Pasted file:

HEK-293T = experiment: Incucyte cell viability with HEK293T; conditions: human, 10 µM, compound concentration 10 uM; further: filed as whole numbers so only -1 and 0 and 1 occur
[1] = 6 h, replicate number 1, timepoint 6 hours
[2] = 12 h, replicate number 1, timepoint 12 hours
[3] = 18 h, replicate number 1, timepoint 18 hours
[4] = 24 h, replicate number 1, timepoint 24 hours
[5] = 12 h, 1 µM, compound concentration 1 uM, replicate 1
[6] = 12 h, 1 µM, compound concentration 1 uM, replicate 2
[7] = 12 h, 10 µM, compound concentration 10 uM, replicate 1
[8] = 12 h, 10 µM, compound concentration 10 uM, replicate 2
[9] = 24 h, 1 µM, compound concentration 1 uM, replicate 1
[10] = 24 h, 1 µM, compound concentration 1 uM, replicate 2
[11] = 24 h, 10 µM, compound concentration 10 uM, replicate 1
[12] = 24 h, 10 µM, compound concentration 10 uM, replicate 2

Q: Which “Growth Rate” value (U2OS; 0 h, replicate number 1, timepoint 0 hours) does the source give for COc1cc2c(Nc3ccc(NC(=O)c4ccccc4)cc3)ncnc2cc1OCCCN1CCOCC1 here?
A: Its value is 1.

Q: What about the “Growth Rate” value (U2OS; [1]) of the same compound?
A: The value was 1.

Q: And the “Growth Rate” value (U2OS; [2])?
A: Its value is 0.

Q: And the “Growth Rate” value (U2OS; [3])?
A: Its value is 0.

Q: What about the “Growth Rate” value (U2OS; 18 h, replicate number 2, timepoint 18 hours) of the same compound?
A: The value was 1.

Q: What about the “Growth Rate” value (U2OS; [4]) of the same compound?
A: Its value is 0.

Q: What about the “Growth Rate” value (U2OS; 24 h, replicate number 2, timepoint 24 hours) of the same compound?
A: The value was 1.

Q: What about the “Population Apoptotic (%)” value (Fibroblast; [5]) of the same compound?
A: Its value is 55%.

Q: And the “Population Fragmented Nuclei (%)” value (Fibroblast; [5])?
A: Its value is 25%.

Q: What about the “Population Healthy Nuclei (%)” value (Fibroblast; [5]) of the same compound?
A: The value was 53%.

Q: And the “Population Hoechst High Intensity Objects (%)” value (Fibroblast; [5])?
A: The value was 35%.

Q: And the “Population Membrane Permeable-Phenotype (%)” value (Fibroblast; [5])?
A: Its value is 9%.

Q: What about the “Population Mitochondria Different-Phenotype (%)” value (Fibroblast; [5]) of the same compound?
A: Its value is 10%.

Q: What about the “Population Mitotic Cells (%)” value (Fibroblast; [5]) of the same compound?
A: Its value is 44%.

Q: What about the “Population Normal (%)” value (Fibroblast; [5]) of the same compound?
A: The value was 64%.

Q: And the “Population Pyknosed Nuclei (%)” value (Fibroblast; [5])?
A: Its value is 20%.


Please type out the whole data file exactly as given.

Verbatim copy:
HEK-293T = experiment: Incucyte cell viability with HEK293T; conditions: human, 10 µM, compound concentration 10 uM; further: filed as whole numbers so only -1 and 0 and 1 occur
[1] = 6 h, replicate number 1, timepoint 6 hours
[2] = 12 h, replicate number 1, timepoint 12 hours
[3] = 18 h, replicate number 1, timepoint 18 hours
[4] = 24 h, replicate number 1, timepoint 24 hours
[5] = 12 h, 1 µM, compound concentration 1 uM, replicate 1
[6] = 12 h, 1 µM, compound concentration 1 uM, replicate 2
[7] = 12 h, 10 µM, compound concentration 10 uM, replicate 1
[8] = 12 h, 10 µM, compound concentration 10 uM, replicate 2
[9] = 24 h, 1 µM, compound concentration 1 uM, replicate 1
[10] = 24 h, 1 µM, compound concentration 1 uM, replicate 2
[11] = 24 h, 10 µM, compound concentration 10 uM, replicate 1
[12] = 24 h, 10 µM, compound concentration 10 uM, replicate 2

Q: Which “Growth Rate” value (U2OS; 0 h, replicate number 1, timepoint 0 hours) does the source give for COc1cc2c(Nc3ccc(NC(=O)c4ccccc4)cc3)ncnc2cc1OCCCN1CCOCC1 here?
A: Its value is 1.

Q: What about the “Growth Rate” value (U2OS; [1]) of the same compound?
A: The value was 1.

Q: And the “Growth Rate” value (U2OS; [2])?
A: Its value is 0.

Q: And the “Growth Rate” value (U2OS; [3])?
A: Its value is 0.

Q: What about the “Growth Rate” value (U2OS; 18 h, replicate number 2, timepoint 18 hours) of the same compound?
A: The value was 1.

Q: What about the “Growth Rate” value (U2OS; [4]) of the same compound?
A: Its value is 0.

Q: What about the “Growth Rate” value (U2OS; 24 h, replicate number 2, timepoint 24 hours) of the same compound?
A: The value was 1.

Q: What about the “Population Apoptotic (%)” value (Fibroblast; [5]) of the same compound?
A: Its value is 55%.

Q: And the “Population Fragmented Nuclei (%)” value (Fibroblast; [5])?
A: Its value is 25%.

Q: What about the “Population Healthy Nuclei (%)” value (Fibroblast; [5]) of the same compound?
A: The value was 53%.

Q: And the “Population Hoechst High Intensity Objects (%)” value (Fibroblast; [5])?
A: The value was 35%.

Q: And the “Population Membrane Permeable-Phenotype (%)” value (Fibroblast; [5])?
A: Its value is 9%.

Q: What about the “Population Mitochondria Different-Phenotype (%)” value (Fibroblast; [5]) of the same compound?
A: Its value is 10%.

Q: What about the “Population Mitotic Cells (%)” value (Fibroblast; [5]) of the same compound?
A: Its value is 44%.

Q: What about the “Population Normal (%)” value (Fibroblast; [5]) of the same compound?
A: The value was 64%.

Q: And the “Population Pyknosed Nuclei (%)” value (Fibroblast; [5])?
A: Its value is 20%.